Dare To Be Healthy

Benefits of Tea

Posted on: April 23, 2012

Tea leaves from Japanese Yabukita tea plant. 日...We are a nation of tea lovers and drinkers here in England and all around the world, consuming gallons of different types of tea on a daily basis. We have black tea, white tea, Redbush/rooibos tea and huge selection of herbal teas. I’m going to pick a selection of the common teas we drink and look into what benefits, if any, we get from them. I will also look into how the different types of teas are made.

I used to believe that the different types of tea were made from different plants, apparently they are not. They are made from the same plant of the Camellia genus, scientific name is Carmellia Sinensis, which originated in China, Tibet and Northern India. The tea plant has thick leaves, is dark green in colour and has a strong thick stem. There are about 200 different species of the tea plant around the world.

The tea leaves when picked are made up of 80% liquid; while what we eventually buy from the stores have less than 10% liquids. This is because the leaves are dried as part of the production process which is necessary for strengthening and preserving the tea leaf.

Black Tea

This is the most common of all teas drunk in England and around the world. The tea is produced by firstly drying the leaves by blowing currents of warm air over them. The leaves are then rolled to remove the liquids which will allow the process of fermentation and oxidation to begin. During the fermentation process, enzymes within the leaves bind to oxygen in the air which discolours the leaves and turns them black, this apparently is what creates the typical black tea flavour. Finally, the leaves are dried further to stop the oxidation process.

There has been some research done into the health benefits of black tea which is not conclusive. There are some suggestions that drinking black tea can help wipe out viruses in your mouth, and also prevent diarrhoea, pneumonia, cystitis and skin infections (research done by Milton Schiffenbauer of Pace University), amongst others.

Scientists insist though that more research has to be done on both animals and humans to help broaden and solidify these claims. I stopped drinking black tea years ago due to its caffeine content and didn’t think I was getting much benefit from it.

Green Tea

Green tea in recent years has now become a very popular beverage because of the health benefits associated with it. This is one of my favourites but I tend not to drink too much of it because of its high caffeine content (although you can now get light green tea which has a lower caffeine content).

The production process of green tea is different from black tea. The leaves are sun-dried on bamboo trays for a few hours, after which they are stir-fried in hot roasting pans in order to get rid of additional moisture.  The leaves are then rolled manually and put back into the pans to dry them further.

The production of green tea does not include the fermentation stage. The leaves retain their original green colour without the oxidation which happens during the fermentation stage.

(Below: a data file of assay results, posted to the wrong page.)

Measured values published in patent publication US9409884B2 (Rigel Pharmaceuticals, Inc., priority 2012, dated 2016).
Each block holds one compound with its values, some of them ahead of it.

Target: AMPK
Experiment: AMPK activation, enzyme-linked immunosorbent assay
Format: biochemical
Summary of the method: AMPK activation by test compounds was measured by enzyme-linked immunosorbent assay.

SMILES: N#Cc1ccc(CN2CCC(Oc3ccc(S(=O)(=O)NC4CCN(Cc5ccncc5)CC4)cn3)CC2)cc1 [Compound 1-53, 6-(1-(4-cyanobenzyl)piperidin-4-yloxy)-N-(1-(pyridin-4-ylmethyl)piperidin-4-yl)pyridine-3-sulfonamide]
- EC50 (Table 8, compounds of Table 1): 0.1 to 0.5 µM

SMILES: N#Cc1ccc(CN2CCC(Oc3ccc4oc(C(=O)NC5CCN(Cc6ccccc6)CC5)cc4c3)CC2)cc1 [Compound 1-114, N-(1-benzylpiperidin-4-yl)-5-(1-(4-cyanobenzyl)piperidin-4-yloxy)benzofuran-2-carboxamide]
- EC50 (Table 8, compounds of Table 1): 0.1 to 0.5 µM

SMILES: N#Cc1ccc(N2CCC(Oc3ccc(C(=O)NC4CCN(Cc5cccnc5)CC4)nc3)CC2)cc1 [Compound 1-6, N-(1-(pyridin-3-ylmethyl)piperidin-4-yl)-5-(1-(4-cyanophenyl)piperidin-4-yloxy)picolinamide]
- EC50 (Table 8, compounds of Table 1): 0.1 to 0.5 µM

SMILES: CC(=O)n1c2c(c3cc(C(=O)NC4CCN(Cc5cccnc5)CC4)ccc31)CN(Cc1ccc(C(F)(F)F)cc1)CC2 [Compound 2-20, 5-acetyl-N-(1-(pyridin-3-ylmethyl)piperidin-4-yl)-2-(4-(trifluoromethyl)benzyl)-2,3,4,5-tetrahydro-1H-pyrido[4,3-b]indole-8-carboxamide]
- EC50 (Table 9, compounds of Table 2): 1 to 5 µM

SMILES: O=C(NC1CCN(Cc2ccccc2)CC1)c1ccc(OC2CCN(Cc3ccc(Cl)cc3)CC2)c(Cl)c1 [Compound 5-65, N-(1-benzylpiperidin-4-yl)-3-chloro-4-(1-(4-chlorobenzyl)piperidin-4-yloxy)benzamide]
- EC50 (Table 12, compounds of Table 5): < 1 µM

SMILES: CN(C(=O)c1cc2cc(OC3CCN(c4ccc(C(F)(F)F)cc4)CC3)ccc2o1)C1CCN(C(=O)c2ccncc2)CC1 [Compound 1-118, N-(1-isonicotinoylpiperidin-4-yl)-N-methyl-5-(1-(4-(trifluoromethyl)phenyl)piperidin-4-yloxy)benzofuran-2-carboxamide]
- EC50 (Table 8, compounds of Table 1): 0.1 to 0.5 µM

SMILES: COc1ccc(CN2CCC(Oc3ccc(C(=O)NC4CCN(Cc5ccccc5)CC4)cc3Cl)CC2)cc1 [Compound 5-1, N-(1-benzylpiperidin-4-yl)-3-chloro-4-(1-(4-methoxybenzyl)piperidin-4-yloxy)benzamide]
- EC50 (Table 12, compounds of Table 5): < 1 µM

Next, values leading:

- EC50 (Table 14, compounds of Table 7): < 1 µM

Green tea leaves contain EGCG which helps the body fight cancer cells and does not allow them get into the body. Other benefits include helping to burn calories, maintaining body heat, helps destroy bacteria which cause food poisoning – this is due to one of the ingredients in the leaves called catechine. It is also good for promoting healthy heart and improving the immune system – a lot of research has gone into understanding the benefits and effects of green tea.

Rooibos Tea

Another favourite tea I have regularly is rooibos tea, also called redbush tea. The rooibos plant was discovered in the 17thcentury in South Africa by the local tribes in Cape Town. These

Rooibos tea 日本語: ルイボス茶

Rooibos tea

tribes used the entire rooibos plant to make refreshing, aromatic drinks with medicinal benefits.

When dried, the leaves turn a reddish-brown colour which is where the plant gets its name rooibos meaning “redbush”. The rooibos plant is rich in vitamins, minerals and antioxidants which help with insomnia, headaches, mild depression, and indigestion. As rooibos tea is totally caffeine free, it also has soothing effects on the nervous system.

I have rooibos tea daily because of the fact that it has no caffeine and helps you sleep like a baby; the other benefits are a welcome bonus. For those who have not heard of rooibos tea and have not tried it out, I suggest giving it a try and let me know what you think by posting your comments below. You can have it like normal tea, adding your choice of milk and sweetener but I must say you would not need any type of sweetener as it has a slightly sweet taste.

Peace and fabulous health!

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5 Responses to "Benefits of Tea"

Great articles on tea, Thanks for posting!

[…] Benefits of Tea (healingfoodshealthyfoods.wordpress.com) […]

Hi there, You have done an excellent job. I will definitely digg it and personally recommend to my friends. I’m sure they’ll be benefited from this website.

Hi, Gloria. Im not surprised that you are not aware that Rooibos is in fact a herb, Aspathalus linearis containing strong anti-mutagenic properties, as thousands of South Africans are completely unaware of that here. Non-the- less, classy website by a beautiful lady. Keep it up!

Thanks for stopping by. Will look into your comment.

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